Static Load Vs. Dynamic Load in Springs
Springs are made to react based on the load applied. Compression springs compress when a load is placed on them. Extension springs expand when a load pulls on them and torsion springs torque when a load is applied to them. Normally, we go through explaining the spring itself. However, today we want to focus on explaining the actual load and the difference between a dynamic load and static load, along with the role that the spring rate plays, as these are important factors when designing the spring you want.
A spring’s working load determines a specific amount of force at a desired loaded height or distance traveled. The load is what causes the deflection to take place and how far your spring compresses, extends or torques are based on the rate. The load can be either dynamic or static, and in some cases, springs may experience one or the other, or both!
A static load is a fixed load or a force applied gradually. For example, a spring that is simply holding something would be considered a static load. However, once the spring starts moving, it would be considered a dynamic load for it fluctuates and has cyclic repetitions.
Spring rate determines the amount of force required for a spring to travel one inch of distance from its free length to a loaded height. It can be used to calculate the amount of static load required for spring to travel a certain amount of distance, or the amount of distance a spring will travel under this static load. For example, if you have a compression spring with a 5-inch free length that you need to compress down to a 3-inch loaded height under a constant load, the distance traveled would be 2 inches. If that spring has a spring rate of 7.5 pounds per inch, it would take 15 pounds for it to travel 2 inches. On the other hand, if you know you will be putting a load of 50 pounds on a spring with a rate of 40 pounds per inch, the distance traveled would only be 1.25 inches.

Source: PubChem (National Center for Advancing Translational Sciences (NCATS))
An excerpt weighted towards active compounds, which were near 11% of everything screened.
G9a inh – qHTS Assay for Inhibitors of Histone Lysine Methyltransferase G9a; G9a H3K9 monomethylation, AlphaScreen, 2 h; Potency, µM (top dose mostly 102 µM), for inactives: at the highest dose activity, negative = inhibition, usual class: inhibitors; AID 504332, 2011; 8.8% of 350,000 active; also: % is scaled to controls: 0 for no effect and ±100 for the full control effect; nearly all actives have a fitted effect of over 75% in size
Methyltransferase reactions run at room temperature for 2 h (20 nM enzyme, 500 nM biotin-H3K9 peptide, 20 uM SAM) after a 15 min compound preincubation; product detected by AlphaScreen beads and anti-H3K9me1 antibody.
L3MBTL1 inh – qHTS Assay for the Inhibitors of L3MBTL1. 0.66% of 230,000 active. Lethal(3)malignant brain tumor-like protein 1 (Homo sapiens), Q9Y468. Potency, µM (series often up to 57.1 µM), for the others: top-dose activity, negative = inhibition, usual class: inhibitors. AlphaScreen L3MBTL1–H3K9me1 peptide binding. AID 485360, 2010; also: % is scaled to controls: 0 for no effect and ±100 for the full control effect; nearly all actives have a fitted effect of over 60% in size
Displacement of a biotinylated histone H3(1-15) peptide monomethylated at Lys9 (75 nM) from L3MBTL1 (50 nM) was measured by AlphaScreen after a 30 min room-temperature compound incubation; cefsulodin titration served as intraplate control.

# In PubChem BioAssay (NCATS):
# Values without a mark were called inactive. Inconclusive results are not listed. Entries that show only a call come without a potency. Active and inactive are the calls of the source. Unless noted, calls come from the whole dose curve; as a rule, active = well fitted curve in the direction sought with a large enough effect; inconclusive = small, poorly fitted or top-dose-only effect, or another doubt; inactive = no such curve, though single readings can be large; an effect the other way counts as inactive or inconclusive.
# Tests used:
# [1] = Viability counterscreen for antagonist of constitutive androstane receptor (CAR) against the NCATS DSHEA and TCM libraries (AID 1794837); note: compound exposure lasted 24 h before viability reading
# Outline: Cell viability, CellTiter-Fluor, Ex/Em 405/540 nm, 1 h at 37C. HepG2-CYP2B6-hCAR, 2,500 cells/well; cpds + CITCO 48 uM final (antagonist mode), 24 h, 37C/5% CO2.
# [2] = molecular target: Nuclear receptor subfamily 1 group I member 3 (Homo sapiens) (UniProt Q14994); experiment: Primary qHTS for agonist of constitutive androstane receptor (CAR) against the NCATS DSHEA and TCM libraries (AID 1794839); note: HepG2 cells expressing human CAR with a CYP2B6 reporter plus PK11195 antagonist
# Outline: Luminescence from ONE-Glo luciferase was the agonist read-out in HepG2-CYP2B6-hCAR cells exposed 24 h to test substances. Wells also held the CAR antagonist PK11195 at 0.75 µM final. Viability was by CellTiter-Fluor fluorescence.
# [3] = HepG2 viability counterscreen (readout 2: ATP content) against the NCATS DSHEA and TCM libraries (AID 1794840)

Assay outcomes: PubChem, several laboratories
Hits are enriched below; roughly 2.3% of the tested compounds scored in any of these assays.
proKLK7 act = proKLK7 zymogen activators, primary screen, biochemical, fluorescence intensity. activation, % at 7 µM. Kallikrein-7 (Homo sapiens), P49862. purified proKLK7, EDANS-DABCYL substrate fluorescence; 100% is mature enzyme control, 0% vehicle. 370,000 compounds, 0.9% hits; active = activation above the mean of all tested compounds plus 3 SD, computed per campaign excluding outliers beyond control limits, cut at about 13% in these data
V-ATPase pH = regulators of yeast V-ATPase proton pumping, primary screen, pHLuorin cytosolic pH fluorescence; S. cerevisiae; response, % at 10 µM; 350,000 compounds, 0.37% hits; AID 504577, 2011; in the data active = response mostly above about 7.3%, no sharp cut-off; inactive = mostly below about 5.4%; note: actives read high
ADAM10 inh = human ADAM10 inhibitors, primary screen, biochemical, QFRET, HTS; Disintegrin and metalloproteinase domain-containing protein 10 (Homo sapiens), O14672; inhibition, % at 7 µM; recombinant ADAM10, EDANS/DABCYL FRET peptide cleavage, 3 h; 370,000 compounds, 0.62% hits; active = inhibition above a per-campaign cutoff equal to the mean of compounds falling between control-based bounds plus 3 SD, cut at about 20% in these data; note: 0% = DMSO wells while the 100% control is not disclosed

A Dynamic load is a changing load, pressure or force that can be applied varyingly. When talking about springs, we can use the following example: If a cart had wheels with a suspension system that contained springs in them, those springs would be under a static load when the cart is not in motion. However, once the cart is in movement, the springs would undergo a dynamic load as the force and travel will vary through different pavement and road conditions. In springs, the dynamic load is not something that can be specifically calculated but can be averaged out. You would need to consider this as another factor and consider the range of the dynamic load.
Understanding loads, rate and spring design is not always easy, but we try to explain and simplify as best as we can. However, if you need further assistance do not hesitate to contact us at: email@example.com
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